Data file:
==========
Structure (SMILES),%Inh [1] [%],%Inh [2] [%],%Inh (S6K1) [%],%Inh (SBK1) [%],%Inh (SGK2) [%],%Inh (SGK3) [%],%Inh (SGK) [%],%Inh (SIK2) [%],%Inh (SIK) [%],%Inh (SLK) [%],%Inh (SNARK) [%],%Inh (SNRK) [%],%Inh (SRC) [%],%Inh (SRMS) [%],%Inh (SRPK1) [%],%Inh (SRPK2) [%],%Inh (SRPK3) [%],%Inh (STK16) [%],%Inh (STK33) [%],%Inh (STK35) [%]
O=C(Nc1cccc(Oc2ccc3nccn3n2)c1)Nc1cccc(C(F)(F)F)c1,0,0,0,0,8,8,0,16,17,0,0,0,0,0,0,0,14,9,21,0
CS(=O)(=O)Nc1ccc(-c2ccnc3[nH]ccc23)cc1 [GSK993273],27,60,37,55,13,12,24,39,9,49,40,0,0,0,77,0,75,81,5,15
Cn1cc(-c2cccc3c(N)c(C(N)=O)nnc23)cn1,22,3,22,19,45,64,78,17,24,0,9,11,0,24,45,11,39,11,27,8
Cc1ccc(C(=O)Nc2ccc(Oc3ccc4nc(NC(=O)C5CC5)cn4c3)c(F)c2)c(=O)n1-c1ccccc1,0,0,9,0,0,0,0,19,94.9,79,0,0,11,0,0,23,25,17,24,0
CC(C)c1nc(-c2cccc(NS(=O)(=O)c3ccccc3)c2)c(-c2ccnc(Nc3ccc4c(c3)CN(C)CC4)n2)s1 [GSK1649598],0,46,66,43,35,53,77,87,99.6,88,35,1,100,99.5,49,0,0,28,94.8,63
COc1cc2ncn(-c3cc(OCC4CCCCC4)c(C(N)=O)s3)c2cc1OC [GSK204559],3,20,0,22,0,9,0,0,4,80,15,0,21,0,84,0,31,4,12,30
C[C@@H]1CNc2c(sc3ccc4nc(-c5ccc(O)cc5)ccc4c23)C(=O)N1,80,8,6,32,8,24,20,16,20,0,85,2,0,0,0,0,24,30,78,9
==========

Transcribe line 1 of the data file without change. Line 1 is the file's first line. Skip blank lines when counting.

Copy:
Structure (SMILES),%Inh [1] [%],%Inh [2] [%],%Inh (S6K1) [%],%Inh (SBK1) [%],%Inh (SGK2) [%],%Inh (SGK3) [%],%Inh (SGK) [%],%Inh (SIK2) [%],%Inh (SIK) [%],%Inh (SLK) [%],%Inh (SNARK) [%],%Inh (SNRK) [%],%Inh (SRC) [%],%Inh (SRMS) [%],%Inh (SRPK1) [%],%Inh (SRPK2) [%],%Inh (SRPK3) [%],%Inh (STK16) [%],%Inh (STK33) [%],%Inh (STK35) [%]